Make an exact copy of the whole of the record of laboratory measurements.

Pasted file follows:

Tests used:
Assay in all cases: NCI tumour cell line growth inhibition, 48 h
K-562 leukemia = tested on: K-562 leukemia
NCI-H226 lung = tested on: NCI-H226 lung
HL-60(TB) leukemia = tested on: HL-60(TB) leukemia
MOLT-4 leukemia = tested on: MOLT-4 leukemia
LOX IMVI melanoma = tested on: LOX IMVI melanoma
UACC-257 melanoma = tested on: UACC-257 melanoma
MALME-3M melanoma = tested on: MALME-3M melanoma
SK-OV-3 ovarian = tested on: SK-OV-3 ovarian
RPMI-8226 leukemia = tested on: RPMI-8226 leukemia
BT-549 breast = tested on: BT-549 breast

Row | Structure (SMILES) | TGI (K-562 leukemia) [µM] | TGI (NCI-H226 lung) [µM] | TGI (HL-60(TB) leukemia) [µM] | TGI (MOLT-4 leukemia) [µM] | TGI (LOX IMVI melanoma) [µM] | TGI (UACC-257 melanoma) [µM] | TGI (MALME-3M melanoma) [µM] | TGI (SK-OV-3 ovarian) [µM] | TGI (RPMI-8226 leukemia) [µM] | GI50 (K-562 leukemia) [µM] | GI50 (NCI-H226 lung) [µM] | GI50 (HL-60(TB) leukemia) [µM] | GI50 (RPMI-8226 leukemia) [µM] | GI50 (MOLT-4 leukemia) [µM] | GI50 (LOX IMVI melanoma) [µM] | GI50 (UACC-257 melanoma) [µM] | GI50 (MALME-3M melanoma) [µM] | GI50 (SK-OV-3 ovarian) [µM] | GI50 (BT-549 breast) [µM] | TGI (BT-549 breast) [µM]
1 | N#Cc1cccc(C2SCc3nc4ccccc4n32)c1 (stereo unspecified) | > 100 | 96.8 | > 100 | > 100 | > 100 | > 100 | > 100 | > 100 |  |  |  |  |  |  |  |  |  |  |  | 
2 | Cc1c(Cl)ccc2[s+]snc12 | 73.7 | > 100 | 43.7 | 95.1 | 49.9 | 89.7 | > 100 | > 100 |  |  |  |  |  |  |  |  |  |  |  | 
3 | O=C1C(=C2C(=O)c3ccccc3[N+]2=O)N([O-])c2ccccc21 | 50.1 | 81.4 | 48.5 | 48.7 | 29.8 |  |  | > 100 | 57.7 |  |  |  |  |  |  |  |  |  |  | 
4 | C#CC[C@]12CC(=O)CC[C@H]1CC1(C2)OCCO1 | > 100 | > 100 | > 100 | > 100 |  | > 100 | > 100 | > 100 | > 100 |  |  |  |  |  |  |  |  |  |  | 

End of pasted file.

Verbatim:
Tests used:
Assay in all cases: NCI tumour cell line growth inhibition, 48 h
K-562 leukemia = tested on: K-562 leukemia
NCI-H226 lung = tested on: NCI-H226 lung
HL-60(TB) leukemia = tested on: HL-60(TB) leukemia
MOLT-4 leukemia = tested on: MOLT-4 leukemia
LOX IMVI melanoma = tested on: LOX IMVI melanoma
UACC-257 melanoma = tested on: UACC-257 melanoma
MALME-3M melanoma = tested on: MALME-3M melanoma
SK-OV-3 ovarian = tested on: SK-OV-3 ovarian
RPMI-8226 leukemia = tested on: RPMI-8226 leukemia
BT-549 breast = tested on: BT-549 breast

Row | Structure (SMILES) | TGI (K-562 leukemia) [µM] | TGI (NCI-H226 lung) [µM] | TGI (HL-60(TB) leukemia) [µM] | TGI (MOLT-4 leukemia) [µM] | TGI (LOX IMVI melanoma) [µM] | TGI (UACC-257 melanoma) [µM] | TGI (MALME-3M melanoma) [µM] | TGI (SK-OV-3 ovarian) [µM] | TGI (RPMI-8226 leukemia) [µM] | GI50 (K-562 leukemia) [µM] | GI50 (NCI-H226 lung) [µM] | GI50 (HL-60(TB) leukemia) [µM] | GI50 (RPMI-8226 leukemia) [µM] | GI50 (MOLT-4 leukemia) [µM] | GI50 (LOX IMVI melanoma) [µM] | GI50 (UACC-257 melanoma) [µM] | GI50 (MALME-3M melanoma) [µM] | GI50 (SK-OV-3 ovarian) [µM] | GI50 (BT-549 breast) [µM] | TGI (BT-549 breast) [µM]
1 | N#Cc1cccc(C2SCc3nc4ccccc4n32)c1 (stereo unspecified) | > 100 | 96.8 | > 100 | > 100 | > 100 | > 100 | > 100 | > 100 |  |  |  |  |  |  |  |  |  |  |  | 
2 | Cc1c(Cl)ccc2[s+]snc12 | 73.7 | > 100 | 43.7 | 95.1 | 49.9 | 89.7 | > 100 | > 100 |  |  |  |  |  |  |  |  |  |  |  | 
3 | O=C1C(=C2C(=O)c3ccccc3[N+]2=O)N([O-])c2ccccc21 | 50.1 | 81.4 | 48.5 | 48.7 | 29.8 |  |  | > 100 | 57.7 |  |  |  |  |  |  |  |  |  |  | 
4 | C#CC[C@]12CC(=O)CC[C@H]1CC1(C2)OCCO1 | > 100 | > 100 | > 100 | > 100 |  | > 100 | > 100 | > 100 | > 100 |  |  |  |  |  |  |  |  |  |  | 